Cannabis legislation around the country is seeing rapid changes thanks to the growing support for the medicinal plant and all of its healing properties. More than ever, it’s clear prohibition is on this last leg. One by one, states around the country are making steady, although incremental, changes towards full legalization while entire countries, like Uruguay, have already courageously taken the trailblazing steps to legalize the entire nation. Now, in the United States, a high-ranking government official has explicitly expressed his perspective on reform when it comes to cannabis.
In an interview with news anchor Katie Couric, United States Attorney General Eric Holder openly questioned the legitimacy of the standing classification of cannabis as a Schedule I substance. Under the Controlled Substances Act, it’s illegal to manufacture, distribute, possess or dispense cannabis. The government currently places marijuana in the same category as heroin, LSD and ecstasy and insists that it has no medicinal uses whatsoever. Holder believes it’s time to reevaluate that increasingly baseless claim.
“I think it’s certainly a question we need to ask ourselves, whether or not marijuana is as serious of a drug as heroin,” Holder said in the interview.
His comments emerge as just as he is planning to resign from his position as the Attorney General, leaving his position open to a new candidate that might carry out the actions expressed in his sentiments. As soon as his successor is nominated and confirmed, he will end his five-and-a-half year career in the respected position.
In the past, Holder has been vocal about his stance on sentencing reform and lessening sentences for nonviolent drug offenses. His successor may follow in the footsteps, pushing for a number of drug policy reforms that will continue the slow but steady progress towards eliminating the War on Drugs.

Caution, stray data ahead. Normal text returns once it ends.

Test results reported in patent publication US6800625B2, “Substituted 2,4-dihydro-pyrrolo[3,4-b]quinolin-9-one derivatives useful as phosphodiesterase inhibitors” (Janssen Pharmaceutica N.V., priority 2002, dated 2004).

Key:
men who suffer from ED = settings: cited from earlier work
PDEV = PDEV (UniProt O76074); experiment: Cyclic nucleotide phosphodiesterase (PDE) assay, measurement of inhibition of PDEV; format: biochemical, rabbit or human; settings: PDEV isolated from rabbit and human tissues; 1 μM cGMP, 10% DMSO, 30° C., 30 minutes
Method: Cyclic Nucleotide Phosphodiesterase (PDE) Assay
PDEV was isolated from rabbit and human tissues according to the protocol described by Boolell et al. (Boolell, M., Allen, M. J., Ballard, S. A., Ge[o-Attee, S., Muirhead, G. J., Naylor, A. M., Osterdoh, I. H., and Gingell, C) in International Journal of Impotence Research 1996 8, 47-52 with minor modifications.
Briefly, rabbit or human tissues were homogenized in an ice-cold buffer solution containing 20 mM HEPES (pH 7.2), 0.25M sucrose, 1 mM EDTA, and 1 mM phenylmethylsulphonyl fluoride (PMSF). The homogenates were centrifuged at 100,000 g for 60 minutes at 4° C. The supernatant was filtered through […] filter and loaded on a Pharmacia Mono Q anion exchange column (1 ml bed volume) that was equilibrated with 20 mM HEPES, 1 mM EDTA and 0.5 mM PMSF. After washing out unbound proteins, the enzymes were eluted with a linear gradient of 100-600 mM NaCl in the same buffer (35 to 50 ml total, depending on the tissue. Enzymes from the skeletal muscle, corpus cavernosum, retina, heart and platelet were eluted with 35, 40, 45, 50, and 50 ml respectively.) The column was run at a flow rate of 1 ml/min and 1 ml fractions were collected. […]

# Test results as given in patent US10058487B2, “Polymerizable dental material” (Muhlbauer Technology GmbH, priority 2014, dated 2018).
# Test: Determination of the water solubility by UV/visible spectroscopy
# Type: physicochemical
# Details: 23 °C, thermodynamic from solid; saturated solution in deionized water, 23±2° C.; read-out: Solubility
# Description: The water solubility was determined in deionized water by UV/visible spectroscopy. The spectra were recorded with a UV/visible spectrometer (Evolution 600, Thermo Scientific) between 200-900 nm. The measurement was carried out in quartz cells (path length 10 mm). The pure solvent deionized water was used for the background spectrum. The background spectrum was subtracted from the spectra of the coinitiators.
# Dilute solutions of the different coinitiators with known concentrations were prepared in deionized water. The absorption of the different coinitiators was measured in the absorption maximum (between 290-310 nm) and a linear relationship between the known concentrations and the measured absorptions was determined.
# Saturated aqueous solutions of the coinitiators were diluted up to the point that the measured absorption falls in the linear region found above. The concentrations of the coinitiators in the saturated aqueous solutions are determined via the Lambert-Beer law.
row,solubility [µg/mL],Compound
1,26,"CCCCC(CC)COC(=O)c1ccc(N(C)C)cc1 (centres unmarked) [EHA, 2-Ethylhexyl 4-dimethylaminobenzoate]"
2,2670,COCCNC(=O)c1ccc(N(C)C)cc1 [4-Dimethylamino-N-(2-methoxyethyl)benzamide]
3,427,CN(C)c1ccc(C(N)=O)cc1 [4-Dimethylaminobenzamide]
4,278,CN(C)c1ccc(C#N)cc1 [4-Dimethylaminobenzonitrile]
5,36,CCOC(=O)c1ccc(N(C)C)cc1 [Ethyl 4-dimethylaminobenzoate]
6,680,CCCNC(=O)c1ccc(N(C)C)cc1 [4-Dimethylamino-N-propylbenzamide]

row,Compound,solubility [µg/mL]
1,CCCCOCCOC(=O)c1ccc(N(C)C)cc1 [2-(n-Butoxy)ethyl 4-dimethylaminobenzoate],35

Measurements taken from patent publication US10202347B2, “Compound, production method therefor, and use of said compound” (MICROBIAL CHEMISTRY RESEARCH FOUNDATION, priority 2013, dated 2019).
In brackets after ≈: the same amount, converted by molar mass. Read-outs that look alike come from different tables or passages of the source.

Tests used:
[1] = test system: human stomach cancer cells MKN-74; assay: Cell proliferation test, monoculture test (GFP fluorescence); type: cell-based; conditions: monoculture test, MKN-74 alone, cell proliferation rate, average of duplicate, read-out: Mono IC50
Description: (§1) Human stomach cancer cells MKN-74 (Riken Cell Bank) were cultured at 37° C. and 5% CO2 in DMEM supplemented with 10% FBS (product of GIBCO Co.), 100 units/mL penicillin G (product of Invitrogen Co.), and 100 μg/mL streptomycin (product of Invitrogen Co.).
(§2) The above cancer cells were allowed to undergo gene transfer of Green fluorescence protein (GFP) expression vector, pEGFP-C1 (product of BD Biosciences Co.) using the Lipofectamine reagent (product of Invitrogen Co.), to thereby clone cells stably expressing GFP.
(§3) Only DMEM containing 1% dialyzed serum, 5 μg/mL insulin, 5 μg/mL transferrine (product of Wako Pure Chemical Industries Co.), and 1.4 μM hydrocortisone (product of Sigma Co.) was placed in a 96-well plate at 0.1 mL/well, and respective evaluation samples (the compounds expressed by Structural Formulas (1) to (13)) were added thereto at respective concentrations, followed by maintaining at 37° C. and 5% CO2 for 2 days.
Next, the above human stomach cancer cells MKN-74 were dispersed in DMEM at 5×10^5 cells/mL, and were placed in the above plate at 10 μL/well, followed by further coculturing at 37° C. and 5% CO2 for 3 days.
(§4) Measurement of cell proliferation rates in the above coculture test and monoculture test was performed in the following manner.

Recent reports show that Holder’s initiative “Smart on Crime” has helped to significantly reduce the total prison population by about 4,800 federal prisoners down to 215,000 inmates. Under the program, the harshest penalties are reserved for high-level or violent drug offenses. The Justice Department estimates a steady decline in federal prison populations with 2,200 fewer prisoners by 2015 and 10,000 fewer by 2016.
As for decriminalization and full legalization of cannabis, Holder is still hesitant to lend a straightforward endorsement towards the movement even though recreational marijuana was legalized in two states on his watch. Luckily, even though his stance on nationwide legalization isn’t as widely publicized on his perspective on rescheduling, he’s clearly open to the idea of progress.
“I think we’ve taken a look at the experiments that are going on in Colorado and Washington, and we’re going to see what happens there, and that’ll help inform us as to what we want to do on the federal level,” Holder said.
What do you think? Should cannabis be rescheduled? Tell us in the comments below.